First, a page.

- Customer acquisition. At this level, the focus is on customer acquisition. You might not have the data or technology needed to implement a full-scale relationship marketing effort, but you can still begin putting your customer first in all interactions.
- Feedback response. When you have customers, it’s all but guaranteed that you will receive feedback. The next step involves using that feedback to improve your product or service. Many companies put customer feedback on the backburner, instead favoring an internal roadmap. In some cases, that is necessary, but relationship marketing requires prioritizing responsiveness to customer feedback as much as possible.
- Feedback solicitation. While some level of customer feedback is almost a given, some customers will not provide input unless you ask for it. At this level, companies proactively seek feedback to improve their offering and processes. You can do that through email, website surveys, QBRs, and any other communication channel.
- Customer experience. Here, the focus shifts to improving the customer experience in all areas. In addition to improving your core offering, that includes improving support (e.g., reducing response time and resolution time), user experience, and other CX factors.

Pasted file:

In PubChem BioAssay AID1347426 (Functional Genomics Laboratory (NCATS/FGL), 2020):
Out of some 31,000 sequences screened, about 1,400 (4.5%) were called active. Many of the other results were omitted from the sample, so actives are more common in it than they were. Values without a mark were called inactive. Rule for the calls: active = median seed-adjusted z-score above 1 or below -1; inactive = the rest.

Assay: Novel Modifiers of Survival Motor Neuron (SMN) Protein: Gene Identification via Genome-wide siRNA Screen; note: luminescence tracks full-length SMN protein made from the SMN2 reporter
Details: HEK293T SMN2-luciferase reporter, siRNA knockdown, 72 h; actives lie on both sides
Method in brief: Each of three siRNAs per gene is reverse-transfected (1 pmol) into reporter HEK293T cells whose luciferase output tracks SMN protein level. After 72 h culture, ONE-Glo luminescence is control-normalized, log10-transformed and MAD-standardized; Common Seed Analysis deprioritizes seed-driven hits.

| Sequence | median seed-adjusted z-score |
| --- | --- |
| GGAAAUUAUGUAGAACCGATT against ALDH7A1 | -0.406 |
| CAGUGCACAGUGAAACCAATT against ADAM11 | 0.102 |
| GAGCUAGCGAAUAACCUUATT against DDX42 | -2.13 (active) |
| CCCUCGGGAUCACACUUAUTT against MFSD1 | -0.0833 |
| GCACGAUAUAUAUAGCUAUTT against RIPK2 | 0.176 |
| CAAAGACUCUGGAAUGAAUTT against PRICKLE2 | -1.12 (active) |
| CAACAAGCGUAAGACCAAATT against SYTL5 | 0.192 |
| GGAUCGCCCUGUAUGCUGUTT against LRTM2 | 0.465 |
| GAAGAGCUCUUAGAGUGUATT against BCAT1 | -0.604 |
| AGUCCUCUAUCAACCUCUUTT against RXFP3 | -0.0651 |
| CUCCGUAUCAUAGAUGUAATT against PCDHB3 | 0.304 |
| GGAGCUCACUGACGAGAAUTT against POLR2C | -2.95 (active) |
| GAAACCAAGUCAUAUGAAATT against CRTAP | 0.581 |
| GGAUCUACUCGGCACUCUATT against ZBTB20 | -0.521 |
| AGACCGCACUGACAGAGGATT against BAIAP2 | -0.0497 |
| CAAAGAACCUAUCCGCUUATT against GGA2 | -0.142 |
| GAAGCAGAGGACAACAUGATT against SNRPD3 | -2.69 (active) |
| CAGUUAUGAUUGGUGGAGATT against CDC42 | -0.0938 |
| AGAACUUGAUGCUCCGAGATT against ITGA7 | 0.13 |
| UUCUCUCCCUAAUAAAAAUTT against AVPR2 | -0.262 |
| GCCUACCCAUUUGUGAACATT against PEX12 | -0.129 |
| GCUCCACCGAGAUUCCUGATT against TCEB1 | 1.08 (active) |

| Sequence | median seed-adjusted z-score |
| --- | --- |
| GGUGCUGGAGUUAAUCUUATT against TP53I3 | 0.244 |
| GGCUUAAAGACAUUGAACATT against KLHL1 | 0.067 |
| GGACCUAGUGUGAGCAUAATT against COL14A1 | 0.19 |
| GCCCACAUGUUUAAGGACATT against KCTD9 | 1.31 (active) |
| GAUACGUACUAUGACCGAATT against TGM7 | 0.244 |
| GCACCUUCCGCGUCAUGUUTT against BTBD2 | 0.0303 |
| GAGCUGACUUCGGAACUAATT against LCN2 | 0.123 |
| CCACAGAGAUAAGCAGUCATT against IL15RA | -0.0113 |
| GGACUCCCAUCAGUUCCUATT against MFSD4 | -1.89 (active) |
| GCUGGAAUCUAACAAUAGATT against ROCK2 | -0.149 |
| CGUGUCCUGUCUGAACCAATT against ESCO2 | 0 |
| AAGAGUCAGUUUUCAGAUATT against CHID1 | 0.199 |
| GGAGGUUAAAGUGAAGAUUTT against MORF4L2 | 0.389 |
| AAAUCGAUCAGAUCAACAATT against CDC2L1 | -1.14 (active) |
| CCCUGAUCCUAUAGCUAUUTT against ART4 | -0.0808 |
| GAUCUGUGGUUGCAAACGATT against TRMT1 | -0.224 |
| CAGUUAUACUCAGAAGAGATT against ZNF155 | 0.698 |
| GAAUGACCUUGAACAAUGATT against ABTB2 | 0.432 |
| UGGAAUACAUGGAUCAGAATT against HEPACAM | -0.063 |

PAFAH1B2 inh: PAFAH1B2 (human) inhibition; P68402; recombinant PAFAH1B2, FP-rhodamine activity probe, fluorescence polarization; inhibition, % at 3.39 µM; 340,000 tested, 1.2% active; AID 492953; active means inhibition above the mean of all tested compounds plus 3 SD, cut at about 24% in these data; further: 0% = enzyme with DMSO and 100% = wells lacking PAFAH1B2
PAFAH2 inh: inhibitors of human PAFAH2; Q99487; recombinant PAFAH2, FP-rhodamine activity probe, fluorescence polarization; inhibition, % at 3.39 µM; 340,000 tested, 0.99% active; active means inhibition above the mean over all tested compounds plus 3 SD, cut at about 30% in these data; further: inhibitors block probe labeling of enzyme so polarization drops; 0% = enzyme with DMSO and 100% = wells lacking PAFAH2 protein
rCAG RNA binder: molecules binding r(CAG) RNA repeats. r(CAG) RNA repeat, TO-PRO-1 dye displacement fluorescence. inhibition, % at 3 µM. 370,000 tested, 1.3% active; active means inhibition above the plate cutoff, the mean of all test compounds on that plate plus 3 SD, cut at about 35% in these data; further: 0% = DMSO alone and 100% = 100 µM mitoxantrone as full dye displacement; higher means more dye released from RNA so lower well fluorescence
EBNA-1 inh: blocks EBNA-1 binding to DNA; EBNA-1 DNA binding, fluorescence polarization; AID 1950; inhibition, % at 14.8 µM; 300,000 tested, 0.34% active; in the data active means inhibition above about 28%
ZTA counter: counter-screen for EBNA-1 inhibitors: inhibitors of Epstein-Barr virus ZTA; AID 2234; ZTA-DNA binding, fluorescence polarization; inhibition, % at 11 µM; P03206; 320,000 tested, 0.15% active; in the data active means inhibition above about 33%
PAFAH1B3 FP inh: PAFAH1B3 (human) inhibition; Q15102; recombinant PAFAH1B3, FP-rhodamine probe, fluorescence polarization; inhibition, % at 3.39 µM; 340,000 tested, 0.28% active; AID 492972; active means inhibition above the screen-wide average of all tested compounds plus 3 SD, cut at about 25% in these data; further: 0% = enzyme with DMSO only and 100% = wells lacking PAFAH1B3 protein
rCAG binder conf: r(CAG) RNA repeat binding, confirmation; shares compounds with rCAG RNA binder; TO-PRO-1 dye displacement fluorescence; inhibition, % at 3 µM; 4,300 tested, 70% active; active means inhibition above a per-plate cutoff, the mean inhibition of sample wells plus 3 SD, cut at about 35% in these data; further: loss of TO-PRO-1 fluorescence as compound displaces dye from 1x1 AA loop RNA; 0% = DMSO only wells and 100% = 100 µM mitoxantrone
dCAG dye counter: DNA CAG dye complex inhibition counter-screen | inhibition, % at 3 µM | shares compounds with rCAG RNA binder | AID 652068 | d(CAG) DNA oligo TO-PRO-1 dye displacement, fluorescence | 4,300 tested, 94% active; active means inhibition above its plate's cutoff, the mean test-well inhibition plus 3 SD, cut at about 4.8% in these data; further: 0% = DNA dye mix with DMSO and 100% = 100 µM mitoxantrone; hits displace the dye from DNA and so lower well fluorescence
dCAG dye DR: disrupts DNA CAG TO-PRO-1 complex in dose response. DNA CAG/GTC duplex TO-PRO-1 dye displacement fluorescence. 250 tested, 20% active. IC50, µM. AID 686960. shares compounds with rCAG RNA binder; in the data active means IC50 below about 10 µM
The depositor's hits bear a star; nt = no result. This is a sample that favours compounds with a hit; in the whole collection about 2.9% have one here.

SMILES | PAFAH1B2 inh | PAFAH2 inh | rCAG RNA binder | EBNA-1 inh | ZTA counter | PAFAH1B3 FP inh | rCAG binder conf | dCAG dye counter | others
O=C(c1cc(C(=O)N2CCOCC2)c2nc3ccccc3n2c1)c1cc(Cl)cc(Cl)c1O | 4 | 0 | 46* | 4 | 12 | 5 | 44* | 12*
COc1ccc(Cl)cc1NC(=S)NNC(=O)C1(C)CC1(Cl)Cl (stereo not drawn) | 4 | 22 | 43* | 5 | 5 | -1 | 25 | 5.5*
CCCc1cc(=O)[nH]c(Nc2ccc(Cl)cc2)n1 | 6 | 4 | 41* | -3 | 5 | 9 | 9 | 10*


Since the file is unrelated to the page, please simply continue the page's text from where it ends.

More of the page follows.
- Partnerships. Finally, in the partnership marketing stage, companies look for ways to add value for customers by partnering with other companies to meet additional customer needs. Some of your customers will need help with issues that are tangential to the problem you solve. It might not make sense for your company to address these problems, but you can work with partners to develop solutions that do.
Why is relationship marketing effective?
Relationship marketing is effective because it creates additional value for the buyer and seller. Instead of a one-time exchange of goods or services and currency, relationship marketing creates longstanding relationships between sellers and buyers.
What are the benefits of relationship marketing?
Buyers and sellers benefit from relationships, but the relational benefits are different for the buyer and the company.
Relational benefits for consumers
When entering into a relationship or making a purchase, consumers will engage in a cost-benefit analysis. They often make this analysis without conscious effort. But, subliminally or not, the consumer will evaluate the rewards of the relationship or purchase against the risks.
When a buyer has a relationship with a seller, they enjoy benefits like:
- Reduced risk. Relationships reduce the risk for the consumer. If a consumer has a good relationship with a company and its employees, they have more confidence that the product or service will meet their needs.